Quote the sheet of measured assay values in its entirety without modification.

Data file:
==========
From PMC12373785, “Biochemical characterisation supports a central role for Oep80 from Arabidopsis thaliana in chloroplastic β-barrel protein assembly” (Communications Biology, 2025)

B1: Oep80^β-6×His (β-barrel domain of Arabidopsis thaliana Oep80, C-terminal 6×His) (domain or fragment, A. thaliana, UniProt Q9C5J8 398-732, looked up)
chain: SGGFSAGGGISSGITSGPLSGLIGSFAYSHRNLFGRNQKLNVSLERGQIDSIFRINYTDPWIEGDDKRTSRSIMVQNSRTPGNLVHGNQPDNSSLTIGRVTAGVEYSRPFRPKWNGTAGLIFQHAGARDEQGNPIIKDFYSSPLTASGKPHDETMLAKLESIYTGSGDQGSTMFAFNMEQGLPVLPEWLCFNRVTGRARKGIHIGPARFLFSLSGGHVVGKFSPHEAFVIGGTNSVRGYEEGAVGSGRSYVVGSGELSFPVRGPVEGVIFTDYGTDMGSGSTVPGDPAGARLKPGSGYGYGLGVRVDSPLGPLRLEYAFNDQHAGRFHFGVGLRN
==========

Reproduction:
From PMC12373785, “Biochemical characterisation supports a central role for Oep80 from Arabidopsis thaliana in chloroplastic β-barrel protein assembly” (Communications Biology, 2025)

B1: Oep80^β-6×His (β-barrel domain of Arabidopsis thaliana Oep80, C-terminal 6×His) (domain or fragment, A. thaliana, UniProt Q9C5J8 398-732, looked up)
chain: SGGFSAGGGISSGITSGPLSGLIGSFAYSHRNLFGRNQKLNVSLERGQIDSIFRINYTDPWIEGDDKRTSRSIMVQNSRTPGNLVHGNQPDNSSLTIGRVTAGVEYSRPFRPKWNGTAGLIFQHAGARDEQGNPIIKDFYSSPLTASGKPHDETMLAKLESIYTGSGDQGSTMFAFNMEQGLPVLPEWLCFNRVTGRARKGIHIGPARFLFSLSGGHVVGKFSPHEAFVIGGTNSVRGYEEGAVGSGRSYVVGSGELSFPVRGPVEGVIFTDYGTDMGSGSTVPGDPAGARLKPGSGYGYGLGVRVDSPLGPLRLEYAFNDQHAGRFHFGVGLRN